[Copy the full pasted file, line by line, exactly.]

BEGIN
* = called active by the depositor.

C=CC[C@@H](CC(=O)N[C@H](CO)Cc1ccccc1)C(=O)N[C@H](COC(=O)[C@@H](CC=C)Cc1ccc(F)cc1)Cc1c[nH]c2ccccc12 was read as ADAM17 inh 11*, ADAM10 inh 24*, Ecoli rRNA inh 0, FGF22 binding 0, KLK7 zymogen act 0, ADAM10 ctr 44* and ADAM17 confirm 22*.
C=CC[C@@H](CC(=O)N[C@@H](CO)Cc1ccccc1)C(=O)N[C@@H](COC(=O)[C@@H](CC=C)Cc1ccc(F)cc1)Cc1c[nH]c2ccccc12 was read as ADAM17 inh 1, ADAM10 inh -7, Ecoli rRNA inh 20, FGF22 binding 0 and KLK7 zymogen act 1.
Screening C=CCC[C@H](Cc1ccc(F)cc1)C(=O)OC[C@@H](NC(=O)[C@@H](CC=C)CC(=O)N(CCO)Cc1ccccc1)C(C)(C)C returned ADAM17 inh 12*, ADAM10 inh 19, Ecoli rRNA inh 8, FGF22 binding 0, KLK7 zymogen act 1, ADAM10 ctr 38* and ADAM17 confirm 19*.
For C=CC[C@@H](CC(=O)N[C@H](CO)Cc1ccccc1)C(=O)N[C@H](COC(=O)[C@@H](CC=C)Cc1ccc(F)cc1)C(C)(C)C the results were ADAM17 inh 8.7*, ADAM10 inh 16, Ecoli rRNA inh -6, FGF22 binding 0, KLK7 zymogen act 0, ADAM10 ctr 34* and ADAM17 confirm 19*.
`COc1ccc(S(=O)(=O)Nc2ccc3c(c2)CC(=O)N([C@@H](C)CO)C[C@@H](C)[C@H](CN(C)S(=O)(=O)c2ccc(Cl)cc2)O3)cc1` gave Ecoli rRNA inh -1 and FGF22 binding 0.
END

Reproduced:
* = called active by the depositor.

C=CC[C@@H](CC(=O)N[C@H](CO)Cc1ccccc1)C(=O)N[C@H](COC(=O)[C@@H](CC=C)Cc1ccc(F)cc1)Cc1c[nH]c2ccccc12 was read as ADAM17 inh 11*, ADAM10 inh 24*, Ecoli rRNA inh 0, FGF22 binding 0, KLK7 zymogen act 0, ADAM10 ctr 44* and ADAM17 confirm 22*.
C=CC[C@@H](CC(=O)N[C@@H](CO)Cc1ccccc1)C(=O)N[C@@H](COC(=O)[C@@H](CC=C)Cc1ccc(F)cc1)Cc1c[nH]c2ccccc12 was read as ADAM17 inh 1, ADAM10 inh -7, Ecoli rRNA inh 20, FGF22 binding 0 and KLK7 zymogen act 1.
Screening C=CCC[C@H](Cc1ccc(F)cc1)C(=O)OC[C@@H](NC(=O)[C@@H](CC=C)CC(=O)N(CCO)Cc1ccccc1)C(C)(C)C returned ADAM17 inh 12*, ADAM10 inh 19, Ecoli rRNA inh 8, FGF22 binding 0, KLK7 zymogen act 1, ADAM10 ctr 38* and ADAM17 confirm 19*.
For C=CC[C@@H](CC(=O)N[C@H](CO)Cc1ccccc1)C(=O)N[C@H](COC(=O)[C@@H](CC=C)Cc1ccc(F)cc1)C(C)(C)C the results were ADAM17 inh 8.7*, ADAM10 inh 16, Ecoli rRNA inh -6, FGF22 binding 0, KLK7 zymogen act 0, ADAM10 ctr 34* and ADAM17 confirm 19*.
`COc1ccc(S(=O)(=O)Nc2ccc3c(c2)CC(=O)N([C@@H](C)CO)C[C@@H](C)[C@H](CN(C)S(=O)(=O)c2ccc(Cl)cc2)O3)cc1` gave Ecoli rRNA inh -1 and FGF22 binding 0.